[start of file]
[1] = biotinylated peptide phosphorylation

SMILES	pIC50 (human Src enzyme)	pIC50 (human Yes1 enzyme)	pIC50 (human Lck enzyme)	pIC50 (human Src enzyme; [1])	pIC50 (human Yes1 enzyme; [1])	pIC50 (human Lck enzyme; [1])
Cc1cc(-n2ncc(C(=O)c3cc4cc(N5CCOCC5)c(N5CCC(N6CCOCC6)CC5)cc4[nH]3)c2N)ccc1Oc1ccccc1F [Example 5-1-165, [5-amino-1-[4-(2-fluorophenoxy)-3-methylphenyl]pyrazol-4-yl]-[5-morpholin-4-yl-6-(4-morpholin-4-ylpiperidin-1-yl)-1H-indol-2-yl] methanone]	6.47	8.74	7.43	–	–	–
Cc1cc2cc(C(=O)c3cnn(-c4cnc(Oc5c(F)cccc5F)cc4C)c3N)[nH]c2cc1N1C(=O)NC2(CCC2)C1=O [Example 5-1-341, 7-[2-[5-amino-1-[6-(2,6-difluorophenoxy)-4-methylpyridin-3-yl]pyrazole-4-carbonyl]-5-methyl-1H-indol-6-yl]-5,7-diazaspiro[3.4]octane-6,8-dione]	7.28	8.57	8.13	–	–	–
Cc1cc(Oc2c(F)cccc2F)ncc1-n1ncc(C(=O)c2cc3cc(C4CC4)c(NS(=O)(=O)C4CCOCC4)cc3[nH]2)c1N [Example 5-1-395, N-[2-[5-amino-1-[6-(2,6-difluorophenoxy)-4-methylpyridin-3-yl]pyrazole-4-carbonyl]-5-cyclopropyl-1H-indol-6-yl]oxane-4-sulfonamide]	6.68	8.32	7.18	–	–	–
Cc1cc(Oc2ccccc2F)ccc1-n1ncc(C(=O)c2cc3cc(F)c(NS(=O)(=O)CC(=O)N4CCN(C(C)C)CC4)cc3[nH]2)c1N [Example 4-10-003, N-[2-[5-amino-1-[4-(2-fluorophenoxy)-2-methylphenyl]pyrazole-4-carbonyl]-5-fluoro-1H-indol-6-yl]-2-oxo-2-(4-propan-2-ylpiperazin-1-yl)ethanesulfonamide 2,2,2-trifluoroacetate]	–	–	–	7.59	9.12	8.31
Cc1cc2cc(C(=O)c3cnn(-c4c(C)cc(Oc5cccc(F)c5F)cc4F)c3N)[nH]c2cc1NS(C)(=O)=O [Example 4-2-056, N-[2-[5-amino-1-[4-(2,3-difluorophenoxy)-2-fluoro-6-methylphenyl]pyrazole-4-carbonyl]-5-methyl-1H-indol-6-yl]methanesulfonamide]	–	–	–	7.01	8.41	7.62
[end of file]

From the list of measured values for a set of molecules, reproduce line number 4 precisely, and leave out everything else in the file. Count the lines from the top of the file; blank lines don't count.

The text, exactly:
Cc1cc2cc(C(=O)c3cnn(-c4cnc(Oc5c(F)cccc5F)cc4C)c3N)[nH]c2cc1N1C(=O)NC2(CCC2)C1=O [Example 5-1-341, 7-[2-[5-amino-1-[6-(2,6-difluorophenoxy)-4-methylpyridin-3-yl]pyrazole-4-carbonyl]-5-methyl-1H-indol-6-yl]-5,7-diazaspiro[3.4]octane-6,8-dione]	7.28	8.57	8.13	–	–	–